Government statistics show that 1,60,000 dog bites were reported in the last one year in Kerala.

Dog lovers vs stray dog haters New round of fight begins in Kerala
news Friday, September 25, 2015 - 13:10
Written by  Pheba Mathew


After the incident of killing of 40 dogs in Kannur came to limelight last month, a new controversy has started in Kerala over stray dogs.

The Animal Welfare Board Of India has sent out a letter to the police department asking action against a group called ‘Street Dog Eradication Group’ which provides incentives for killing ‘dangerous’ street dogs.

The point of conflict is stories placed by the group in various newspapers claiming that they will reward people who can kill dangerous dogs.

According to a letter sent by the group to various newspapers, the group was getting ready to handover Rs 500 each to people who killed 7 dogs, reacting to the group’s call.

Defending their act of killing dogs, OM Joy, the President of the Street Dog Eradication Group said, “We only tell people to kill the dogs which are harmful to humans and not to kill all the street dogs. There have been increasing cases of dog bites here in Kerala, so we do not think that we are doing anything wrong by promoting killing of dangerous dogs”.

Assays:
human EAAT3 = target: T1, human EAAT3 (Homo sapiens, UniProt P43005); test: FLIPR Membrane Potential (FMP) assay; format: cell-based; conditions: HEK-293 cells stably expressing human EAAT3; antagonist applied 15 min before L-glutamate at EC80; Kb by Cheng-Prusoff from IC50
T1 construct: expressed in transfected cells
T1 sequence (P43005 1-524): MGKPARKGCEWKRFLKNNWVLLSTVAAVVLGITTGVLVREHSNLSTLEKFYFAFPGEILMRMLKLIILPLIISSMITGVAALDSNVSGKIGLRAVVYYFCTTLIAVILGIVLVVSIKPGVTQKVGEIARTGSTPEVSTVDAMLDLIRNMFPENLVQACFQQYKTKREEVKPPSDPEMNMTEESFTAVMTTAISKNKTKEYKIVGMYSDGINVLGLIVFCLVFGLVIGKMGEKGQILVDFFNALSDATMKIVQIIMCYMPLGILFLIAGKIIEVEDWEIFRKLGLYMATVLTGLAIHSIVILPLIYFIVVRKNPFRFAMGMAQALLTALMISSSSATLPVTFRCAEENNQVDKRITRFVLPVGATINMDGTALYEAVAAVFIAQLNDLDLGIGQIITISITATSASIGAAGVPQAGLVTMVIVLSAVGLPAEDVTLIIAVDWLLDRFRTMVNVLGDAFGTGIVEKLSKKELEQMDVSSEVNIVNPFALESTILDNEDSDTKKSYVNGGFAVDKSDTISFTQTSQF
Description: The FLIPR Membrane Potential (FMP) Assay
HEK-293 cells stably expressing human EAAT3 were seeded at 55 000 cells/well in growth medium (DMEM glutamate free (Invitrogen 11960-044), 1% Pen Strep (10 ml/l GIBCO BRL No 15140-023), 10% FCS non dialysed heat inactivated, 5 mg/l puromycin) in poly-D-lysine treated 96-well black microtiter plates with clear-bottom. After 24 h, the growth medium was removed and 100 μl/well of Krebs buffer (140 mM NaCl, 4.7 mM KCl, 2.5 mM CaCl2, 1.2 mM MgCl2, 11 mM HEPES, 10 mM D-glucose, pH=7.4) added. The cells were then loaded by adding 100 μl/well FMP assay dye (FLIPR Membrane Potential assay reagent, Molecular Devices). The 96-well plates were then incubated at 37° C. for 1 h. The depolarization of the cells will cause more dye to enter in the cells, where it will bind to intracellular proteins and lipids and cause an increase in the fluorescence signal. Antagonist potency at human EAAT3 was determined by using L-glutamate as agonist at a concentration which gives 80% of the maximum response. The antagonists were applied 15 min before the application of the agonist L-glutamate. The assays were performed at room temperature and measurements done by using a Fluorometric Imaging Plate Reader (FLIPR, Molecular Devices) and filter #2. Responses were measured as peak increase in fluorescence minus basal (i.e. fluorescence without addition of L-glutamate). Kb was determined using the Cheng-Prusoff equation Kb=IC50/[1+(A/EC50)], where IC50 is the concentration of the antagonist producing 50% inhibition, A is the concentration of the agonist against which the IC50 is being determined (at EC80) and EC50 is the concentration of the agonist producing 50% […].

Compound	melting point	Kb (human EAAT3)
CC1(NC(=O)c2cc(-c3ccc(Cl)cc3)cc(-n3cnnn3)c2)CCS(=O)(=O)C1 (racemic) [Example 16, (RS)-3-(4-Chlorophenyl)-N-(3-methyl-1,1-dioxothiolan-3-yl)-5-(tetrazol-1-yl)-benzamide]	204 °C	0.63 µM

He added that they have promoted their initiative of killing harmful dogs on various newspapers through new stories and people are also responding and killing harmful dogs in their areas. This organization currently functions from the Ernakulam district in Kerala.

On the other end, S.Vinod Kumar, Assistant Secretary, Animal Welfare Board of India has demanded action against the ‘killer’ group under IPC section 428 (killing or maiming an animal), 429 (killing of maiming of cattle) and under sections of the Prevention of Cruelty to Animals Act, 1960.

A Times of India report said that as per statistics provided by the Ernakulam General Hospital, 75.6% bites were by pet dogs. According to the hospital’s data, among the 1,074 dog bite cases reported at the hospital this year, in 75.6% of cases the culprits were pet dogs. Stray dogs have only bitten around 262 people.

Government statistics show that 1,60,000 dog bites were reported in the last one year in Kerala.  After a major backlash from the public for not controlling dog bites in the State, Chief Minister Oommen Chandy ordered special camps and recruitment of veterinary doctors on contracts for fastening the vaccination drive. "Legally nothing was wrong in killing rabid, dangerous stray dogs," he said.

Recently, the Animal Welfare Board of India filed a petition at the Supreme Court against the 2006 judgment of the Kerala High Court which allowed local self-government institutions to kill stray dogs.